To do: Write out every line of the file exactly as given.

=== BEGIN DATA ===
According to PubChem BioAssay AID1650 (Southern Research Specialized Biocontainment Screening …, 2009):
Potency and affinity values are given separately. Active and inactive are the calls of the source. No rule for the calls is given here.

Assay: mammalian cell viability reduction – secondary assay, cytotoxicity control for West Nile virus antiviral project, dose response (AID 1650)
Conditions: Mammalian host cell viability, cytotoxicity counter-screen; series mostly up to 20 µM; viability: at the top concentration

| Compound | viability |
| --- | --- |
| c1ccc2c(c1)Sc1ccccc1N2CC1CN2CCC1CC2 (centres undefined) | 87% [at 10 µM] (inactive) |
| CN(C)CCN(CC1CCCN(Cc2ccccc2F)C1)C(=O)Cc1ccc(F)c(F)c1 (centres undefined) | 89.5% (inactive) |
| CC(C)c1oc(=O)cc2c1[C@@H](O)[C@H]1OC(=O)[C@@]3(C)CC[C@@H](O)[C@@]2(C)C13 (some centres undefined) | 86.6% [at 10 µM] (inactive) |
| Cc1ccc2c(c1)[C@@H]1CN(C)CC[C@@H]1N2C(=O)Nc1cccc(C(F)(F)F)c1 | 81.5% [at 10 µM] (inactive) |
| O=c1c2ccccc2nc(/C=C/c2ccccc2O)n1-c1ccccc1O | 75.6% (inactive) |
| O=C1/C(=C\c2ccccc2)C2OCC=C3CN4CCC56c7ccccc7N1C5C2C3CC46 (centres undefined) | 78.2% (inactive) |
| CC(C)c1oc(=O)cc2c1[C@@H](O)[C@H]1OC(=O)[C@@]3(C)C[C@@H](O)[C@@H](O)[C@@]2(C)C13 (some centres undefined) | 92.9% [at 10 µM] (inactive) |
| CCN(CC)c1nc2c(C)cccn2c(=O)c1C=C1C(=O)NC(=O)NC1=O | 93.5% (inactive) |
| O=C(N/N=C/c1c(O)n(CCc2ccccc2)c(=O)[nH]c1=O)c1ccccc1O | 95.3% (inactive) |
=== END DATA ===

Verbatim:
According to PubChem BioAssay AID1650 (Southern Research Specialized Biocontainment Screening …, 2009):
Potency and affinity values are given separately. Active and inactive are the calls of the source. No rule for the calls is given here.

Assay: mammalian cell viability reduction – secondary assay, cytotoxicity control for West Nile virus antiviral project, dose response (AID 1650)
Conditions: Mammalian host cell viability, cytotoxicity counter-screen; series mostly up to 20 µM; viability: at the top concentration

| Compound | viability |
| --- | --- |
| c1ccc2c(c1)Sc1ccccc1N2CC1CN2CCC1CC2 (centres undefined) | 87% [at 10 µM] (inactive) |
| CN(C)CCN(CC1CCCN(Cc2ccccc2F)C1)C(=O)Cc1ccc(F)c(F)c1 (centres undefined) | 89.5% (inactive) |
| CC(C)c1oc(=O)cc2c1[C@@H](O)[C@H]1OC(=O)[C@@]3(C)CC[C@@H](O)[C@@]2(C)C13 (some centres undefined) | 86.6% [at 10 µM] (inactive) |
| Cc1ccc2c(c1)[C@@H]1CN(C)CC[C@@H]1N2C(=O)Nc1cccc(C(F)(F)F)c1 | 81.5% [at 10 µM] (inactive) |
| O=c1c2ccccc2nc(/C=C/c2ccccc2O)n1-c1ccccc1O | 75.6% (inactive) |
| O=C1/C(=C\c2ccccc2)C2OCC=C3CN4CCC56c7ccccc7N1C5C2C3CC46 (centres undefined) | 78.2% (inactive) |
| CC(C)c1oc(=O)cc2c1[C@@H](O)[C@H]1OC(=O)[C@@]3(C)C[C@@H](O)[C@@H](O)[C@@]2(C)C13 (some centres undefined) | 92.9% [at 10 µM] (inactive) |
| CCN(CC)c1nc2c(C)cccn2c(=O)c1C=C1C(=O)NC(=O)NC1=O | 93.5% (inactive) |
| O=C(N/N=C/c1c(O)n(CCc2ccccc2)c(=O)[nH]c1=O)c1ccccc1O | 95.3% (inactive) |